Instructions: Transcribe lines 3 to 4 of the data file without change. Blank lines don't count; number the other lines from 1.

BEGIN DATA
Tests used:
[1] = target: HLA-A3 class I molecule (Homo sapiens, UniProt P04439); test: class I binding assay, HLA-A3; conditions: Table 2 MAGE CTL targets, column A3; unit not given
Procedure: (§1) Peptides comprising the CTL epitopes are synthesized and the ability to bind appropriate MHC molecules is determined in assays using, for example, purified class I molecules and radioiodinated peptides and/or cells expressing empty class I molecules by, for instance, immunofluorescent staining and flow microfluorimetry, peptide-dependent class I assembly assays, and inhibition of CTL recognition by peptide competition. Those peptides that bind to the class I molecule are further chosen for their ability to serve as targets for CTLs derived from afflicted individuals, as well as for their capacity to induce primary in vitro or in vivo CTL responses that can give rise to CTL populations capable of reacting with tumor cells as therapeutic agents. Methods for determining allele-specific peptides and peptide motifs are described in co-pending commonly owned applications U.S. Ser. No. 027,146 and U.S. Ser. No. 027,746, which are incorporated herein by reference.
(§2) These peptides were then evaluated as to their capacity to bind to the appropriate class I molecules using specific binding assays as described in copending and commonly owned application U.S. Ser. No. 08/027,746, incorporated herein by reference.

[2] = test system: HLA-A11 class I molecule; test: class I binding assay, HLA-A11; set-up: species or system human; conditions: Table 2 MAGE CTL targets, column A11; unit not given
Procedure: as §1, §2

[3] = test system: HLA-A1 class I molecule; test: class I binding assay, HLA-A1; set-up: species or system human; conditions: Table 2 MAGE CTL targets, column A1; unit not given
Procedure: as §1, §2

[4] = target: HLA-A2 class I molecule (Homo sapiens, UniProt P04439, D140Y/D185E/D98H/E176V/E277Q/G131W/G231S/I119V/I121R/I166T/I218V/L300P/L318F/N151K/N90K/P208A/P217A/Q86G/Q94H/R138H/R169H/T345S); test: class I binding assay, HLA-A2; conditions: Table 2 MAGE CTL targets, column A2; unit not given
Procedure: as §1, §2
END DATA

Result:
Procedure: (§1) Peptides comprising the CTL epitopes are synthesized and the ability to bind appropriate MHC molecules is determined in assays using, for example, purified class I molecules and radioiodinated peptides and/or cells expressing empty class I molecules by, for instance, immunofluorescent staining and flow microfluorimetry, peptide-dependent class I assembly assays, and inhibition of CTL recognition by peptide competition. Those peptides that bind to the class I molecule are further chosen for their ability to serve as targets for CTLs derived from afflicted individuals, as well as for their capacity to induce primary in vitro or in vivo CTL responses that can give rise to CTL populations capable of reacting with tumor cells as therapeutic agents. Methods for determining allele-specific peptides and peptide motifs are described in co-pending commonly owned applications U.S. Ser. No. 027,146 and U.S. Ser. No. 027,746, which are incorporated herein by reference.
(§2) These peptides were then evaluated as to their capacity to bind to the appropriate class I molecules using specific binding assays as described in copending and commonly owned application U.S. Ser. No. 08/027,746, incorporated herein by reference.